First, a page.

Simple and Gentle Soap Projecthttps://www.brambleberry.com/in-the-studio/projects/cold-process/simple-and-gentle-soap-project/PS000211.html
This recipe is made with coconut oil, palm oil, and olive oil. They’re commonly used because they complement each other well. Palm oil acts as a secondary lathering agent and hardens the soap, coconut oil is cleansing and produces big bubbles, and olive oil is moisturizing and gives the bars a silky feeling. For more information on common oils, check out this article.
Typically, coconut oil is used at 33%, olive oil at 34%, and palm oil at 33%. We adjusted that to 24% coconut, 44% olive oil, and 32% palm oil to create gentle bars that work well for sensitive skin. The recipe has a 5% superfat, which means 5% of the oils aren't turned into soap. The free-floating oils add a bit of moisture and luxury to the bars. Learn more in Superfatting Soap - An Explanation. We also recommend checking out Formulating Cold Process Soap Recipes and How to Substitute Oil in Cold Process Recipes.
The soap is unscented and uncolored to keep things easy. Once you have a few batches under your belt, you can start experimenting with additives. For the mold, you can use almost any box or container that you have on hand. We used a Medium Flat Rate Box from USPS. You'll just need to line it with freezer paper so the soap doesn't stick.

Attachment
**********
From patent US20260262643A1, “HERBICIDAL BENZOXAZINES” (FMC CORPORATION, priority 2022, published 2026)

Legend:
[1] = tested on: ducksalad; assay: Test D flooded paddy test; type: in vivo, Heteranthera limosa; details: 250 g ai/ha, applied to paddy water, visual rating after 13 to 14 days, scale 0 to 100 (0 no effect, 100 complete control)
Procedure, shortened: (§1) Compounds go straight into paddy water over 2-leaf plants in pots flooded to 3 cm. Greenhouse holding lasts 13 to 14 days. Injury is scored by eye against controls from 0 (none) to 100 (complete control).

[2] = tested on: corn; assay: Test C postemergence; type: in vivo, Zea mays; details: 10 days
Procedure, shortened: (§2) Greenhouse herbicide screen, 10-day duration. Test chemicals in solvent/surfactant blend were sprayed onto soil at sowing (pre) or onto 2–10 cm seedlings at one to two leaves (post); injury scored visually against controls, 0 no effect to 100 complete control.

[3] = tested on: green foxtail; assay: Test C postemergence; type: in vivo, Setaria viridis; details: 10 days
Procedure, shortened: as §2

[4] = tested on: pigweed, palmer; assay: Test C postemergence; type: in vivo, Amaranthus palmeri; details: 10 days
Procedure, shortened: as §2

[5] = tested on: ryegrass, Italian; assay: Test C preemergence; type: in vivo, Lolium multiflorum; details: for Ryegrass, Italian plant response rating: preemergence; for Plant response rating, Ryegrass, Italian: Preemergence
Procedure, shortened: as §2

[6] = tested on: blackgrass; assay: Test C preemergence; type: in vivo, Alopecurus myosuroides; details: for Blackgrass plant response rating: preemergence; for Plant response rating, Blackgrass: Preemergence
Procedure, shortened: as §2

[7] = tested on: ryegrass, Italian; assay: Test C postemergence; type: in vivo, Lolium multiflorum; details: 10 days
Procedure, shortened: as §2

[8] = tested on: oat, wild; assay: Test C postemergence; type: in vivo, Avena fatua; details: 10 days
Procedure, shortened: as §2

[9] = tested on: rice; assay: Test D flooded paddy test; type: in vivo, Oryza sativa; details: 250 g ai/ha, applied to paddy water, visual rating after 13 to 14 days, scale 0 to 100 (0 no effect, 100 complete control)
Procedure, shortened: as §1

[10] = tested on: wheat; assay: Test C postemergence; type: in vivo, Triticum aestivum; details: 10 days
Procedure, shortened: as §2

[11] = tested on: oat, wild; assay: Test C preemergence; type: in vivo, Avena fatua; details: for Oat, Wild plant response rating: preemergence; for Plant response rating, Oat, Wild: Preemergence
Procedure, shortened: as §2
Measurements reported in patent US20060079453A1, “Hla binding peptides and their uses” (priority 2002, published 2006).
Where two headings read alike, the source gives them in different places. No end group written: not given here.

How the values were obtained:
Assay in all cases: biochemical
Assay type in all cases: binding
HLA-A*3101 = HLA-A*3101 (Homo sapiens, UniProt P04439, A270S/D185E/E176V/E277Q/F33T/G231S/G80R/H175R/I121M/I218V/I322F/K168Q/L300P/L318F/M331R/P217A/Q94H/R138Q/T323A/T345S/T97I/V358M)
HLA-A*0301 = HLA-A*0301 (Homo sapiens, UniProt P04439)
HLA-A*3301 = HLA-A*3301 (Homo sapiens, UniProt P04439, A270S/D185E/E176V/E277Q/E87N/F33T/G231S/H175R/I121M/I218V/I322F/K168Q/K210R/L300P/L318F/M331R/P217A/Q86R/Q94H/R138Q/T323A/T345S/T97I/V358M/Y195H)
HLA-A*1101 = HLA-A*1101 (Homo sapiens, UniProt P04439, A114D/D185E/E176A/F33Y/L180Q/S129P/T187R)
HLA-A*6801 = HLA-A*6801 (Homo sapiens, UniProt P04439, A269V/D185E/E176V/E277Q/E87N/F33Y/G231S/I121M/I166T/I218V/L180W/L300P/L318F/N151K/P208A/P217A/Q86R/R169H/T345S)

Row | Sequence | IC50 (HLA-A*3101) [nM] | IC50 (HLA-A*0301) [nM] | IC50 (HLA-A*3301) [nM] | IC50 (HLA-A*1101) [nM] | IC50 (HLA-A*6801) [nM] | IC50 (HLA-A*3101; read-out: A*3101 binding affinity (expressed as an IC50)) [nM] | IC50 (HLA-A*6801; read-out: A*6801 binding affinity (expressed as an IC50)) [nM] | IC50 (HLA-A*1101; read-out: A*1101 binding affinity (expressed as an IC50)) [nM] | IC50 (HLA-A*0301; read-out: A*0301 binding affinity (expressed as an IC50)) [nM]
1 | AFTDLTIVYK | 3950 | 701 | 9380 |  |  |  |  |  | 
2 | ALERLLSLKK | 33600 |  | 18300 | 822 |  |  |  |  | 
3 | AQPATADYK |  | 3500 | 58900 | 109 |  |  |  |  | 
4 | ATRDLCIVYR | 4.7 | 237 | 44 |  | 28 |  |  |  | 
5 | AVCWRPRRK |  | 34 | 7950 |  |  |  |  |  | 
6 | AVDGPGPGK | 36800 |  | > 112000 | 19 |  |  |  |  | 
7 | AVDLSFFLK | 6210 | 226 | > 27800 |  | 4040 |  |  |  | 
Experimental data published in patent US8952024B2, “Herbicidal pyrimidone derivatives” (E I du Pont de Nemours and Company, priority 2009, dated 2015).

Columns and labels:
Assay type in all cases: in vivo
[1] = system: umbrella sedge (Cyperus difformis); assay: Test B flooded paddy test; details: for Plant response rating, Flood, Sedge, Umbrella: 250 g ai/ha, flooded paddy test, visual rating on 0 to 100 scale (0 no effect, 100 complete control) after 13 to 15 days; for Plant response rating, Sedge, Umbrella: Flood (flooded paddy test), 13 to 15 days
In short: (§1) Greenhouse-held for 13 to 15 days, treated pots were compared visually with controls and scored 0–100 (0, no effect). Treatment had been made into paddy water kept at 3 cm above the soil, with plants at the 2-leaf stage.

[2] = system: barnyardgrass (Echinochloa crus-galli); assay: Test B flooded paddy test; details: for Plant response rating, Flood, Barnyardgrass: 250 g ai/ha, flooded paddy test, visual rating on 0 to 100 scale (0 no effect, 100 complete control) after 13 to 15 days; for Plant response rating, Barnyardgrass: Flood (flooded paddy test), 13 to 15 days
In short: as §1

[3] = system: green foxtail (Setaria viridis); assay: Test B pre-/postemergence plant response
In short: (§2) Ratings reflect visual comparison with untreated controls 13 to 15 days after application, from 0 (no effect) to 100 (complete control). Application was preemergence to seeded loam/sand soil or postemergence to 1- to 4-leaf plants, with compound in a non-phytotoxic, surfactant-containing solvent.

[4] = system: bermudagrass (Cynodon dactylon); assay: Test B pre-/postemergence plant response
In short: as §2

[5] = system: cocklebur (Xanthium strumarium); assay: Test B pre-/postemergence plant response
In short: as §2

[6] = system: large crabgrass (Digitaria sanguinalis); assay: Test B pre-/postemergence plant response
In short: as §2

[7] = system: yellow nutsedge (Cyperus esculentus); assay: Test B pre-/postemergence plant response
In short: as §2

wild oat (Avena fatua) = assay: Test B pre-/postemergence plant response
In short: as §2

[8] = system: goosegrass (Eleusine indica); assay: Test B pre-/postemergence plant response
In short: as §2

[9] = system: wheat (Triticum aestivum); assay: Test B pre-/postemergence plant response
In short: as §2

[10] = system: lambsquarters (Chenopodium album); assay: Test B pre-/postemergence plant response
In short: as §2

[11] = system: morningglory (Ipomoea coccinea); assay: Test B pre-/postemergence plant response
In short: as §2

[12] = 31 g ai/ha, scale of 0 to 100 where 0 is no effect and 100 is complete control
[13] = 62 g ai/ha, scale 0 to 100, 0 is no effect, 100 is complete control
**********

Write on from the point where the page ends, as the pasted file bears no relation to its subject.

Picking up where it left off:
Before we get started, here are some of the terms we'll be using in the instructions:
Saponification: The chemical reaction that occurs when oil and lye molecules create new soap molecules.
Trace: The point when oils and lye water emulsify and begin to thicken. Once the soap has reached thin trace, it will continue to thicken as it sits. Click here to learn more and to see examples of thin, medium, and thick trace.
Emulsify: When the oils and lye solution mix and don't separate. The term emulsify and trace are often used interchangeably.
Superfat: Any extra oil that's not turned into soap. Learn more in Superfatting Soap - An Explanation.
Gel phase: "Gelling" or "gel phase" refers to when the soap gets warm and gelatinous – up to 180° F. Gel phase results in brighter colors and a shinier, more translucent appearance. Click here to learn more about gel phase.
Soda ash: When unsaponified lye reacts with naturally-occurring carbon dioxide in the air and creates a white ashy film on the bars. It only affects the way the soap looks, not the quality. Learn more in Explaining and Preventing Soda Ash.
- Skill Level: Beginner
- Time to Complete: 1 hour
- Kit Yields: 3 pounds of soap
Simple and Gentle Soap Project
This cold process recipe is designed for beginners. It has simple ingredients and in-depth instructions to ensure your first batch turns out perfectly!
8 oz. Coconut Oil (24%)
15 oz. Olive Oil (44%)
11 oz. Palm Oil (32%)
4.8 oz. Lye
11.2 oz. Distilled Water